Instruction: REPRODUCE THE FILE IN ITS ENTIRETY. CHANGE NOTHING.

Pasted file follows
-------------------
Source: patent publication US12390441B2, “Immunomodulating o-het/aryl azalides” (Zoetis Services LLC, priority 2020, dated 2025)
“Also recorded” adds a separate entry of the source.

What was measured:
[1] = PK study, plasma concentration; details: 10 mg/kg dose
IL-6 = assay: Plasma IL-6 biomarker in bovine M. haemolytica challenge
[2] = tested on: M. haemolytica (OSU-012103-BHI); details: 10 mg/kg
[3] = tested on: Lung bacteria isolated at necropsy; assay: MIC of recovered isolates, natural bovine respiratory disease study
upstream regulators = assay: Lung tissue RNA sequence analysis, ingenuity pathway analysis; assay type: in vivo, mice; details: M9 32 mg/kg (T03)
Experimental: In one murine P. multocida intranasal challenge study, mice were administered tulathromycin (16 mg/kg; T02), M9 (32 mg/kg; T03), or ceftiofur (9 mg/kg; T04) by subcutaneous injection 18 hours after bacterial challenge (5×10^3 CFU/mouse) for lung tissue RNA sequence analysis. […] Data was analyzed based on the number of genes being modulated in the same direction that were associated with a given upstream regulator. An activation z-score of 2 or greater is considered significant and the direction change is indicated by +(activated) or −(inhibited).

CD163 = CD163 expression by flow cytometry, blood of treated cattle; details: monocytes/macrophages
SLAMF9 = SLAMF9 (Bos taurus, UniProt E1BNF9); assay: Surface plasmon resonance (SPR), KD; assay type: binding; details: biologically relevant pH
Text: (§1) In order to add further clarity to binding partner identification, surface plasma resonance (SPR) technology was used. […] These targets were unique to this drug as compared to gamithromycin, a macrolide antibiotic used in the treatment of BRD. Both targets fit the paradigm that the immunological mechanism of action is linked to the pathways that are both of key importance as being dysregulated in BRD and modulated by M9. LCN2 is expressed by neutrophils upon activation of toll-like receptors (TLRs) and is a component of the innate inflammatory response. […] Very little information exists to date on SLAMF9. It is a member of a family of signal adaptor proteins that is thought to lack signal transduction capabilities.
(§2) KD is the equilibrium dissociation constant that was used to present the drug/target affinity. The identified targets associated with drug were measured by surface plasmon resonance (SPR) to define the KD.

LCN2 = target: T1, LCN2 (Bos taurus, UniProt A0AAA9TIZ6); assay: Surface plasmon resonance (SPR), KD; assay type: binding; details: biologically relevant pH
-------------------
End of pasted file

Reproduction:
Source: patent publication US12390441B2, “Immunomodulating o-het/aryl azalides” (Zoetis Services LLC, priority 2020, dated 2025)
“Also recorded” adds a separate entry of the source.

What was measured:
[1] = PK study, plasma concentration; details: 10 mg/kg dose
IL-6 = assay: Plasma IL-6 biomarker in bovine M. haemolytica challenge
[2] = tested on: M. haemolytica (OSU-012103-BHI); details: 10 mg/kg
[3] = tested on: Lung bacteria isolated at necropsy; assay: MIC of recovered isolates, natural bovine respiratory disease study
upstream regulators = assay: Lung tissue RNA sequence analysis, ingenuity pathway analysis; assay type: in vivo, mice; details: M9 32 mg/kg (T03)
Experimental: In one murine P. multocida intranasal challenge study, mice were administered tulathromycin (16 mg/kg; T02), M9 (32 mg/kg; T03), or ceftiofur (9 mg/kg; T04) by subcutaneous injection 18 hours after bacterial challenge (5×10^3 CFU/mouse) for lung tissue RNA sequence analysis. […] Data was analyzed based on the number of genes being modulated in the same direction that were associated with a given upstream regulator. An activation z-score of 2 or greater is considered significant and the direction change is indicated by +(activated) or −(inhibited).

CD163 = CD163 expression by flow cytometry, blood of treated cattle; details: monocytes/macrophages
SLAMF9 = SLAMF9 (Bos taurus, UniProt E1BNF9); assay: Surface plasmon resonance (SPR), KD; assay type: binding; details: biologically relevant pH
Text: (§1) In order to add further clarity to binding partner identification, surface plasma resonance (SPR) technology was used. […] These targets were unique to this drug as compared to gamithromycin, a macrolide antibiotic used in the treatment of BRD. Both targets fit the paradigm that the immunological mechanism of action is linked to the pathways that are both of key importance as being dysregulated in BRD and modulated by M9. LCN2 is expressed by neutrophils upon activation of toll-like receptors (TLRs) and is a component of the innate inflammatory response. […] Very little information exists to date on SLAMF9. It is a member of a family of signal adaptor proteins that is thought to lack signal transduction capabilities.
(§2) KD is the equilibrium dissociation constant that was used to present the drug/target affinity. The identified targets associated with drug were measured by surface plasmon resonance (SPR) to define the KD.

LCN2 = target: T1, LCN2 (Bos taurus, UniProt A0AAA9TIZ6); assay: Surface plasmon resonance (SPR), KD; assay type: binding; details: biologically relevant pH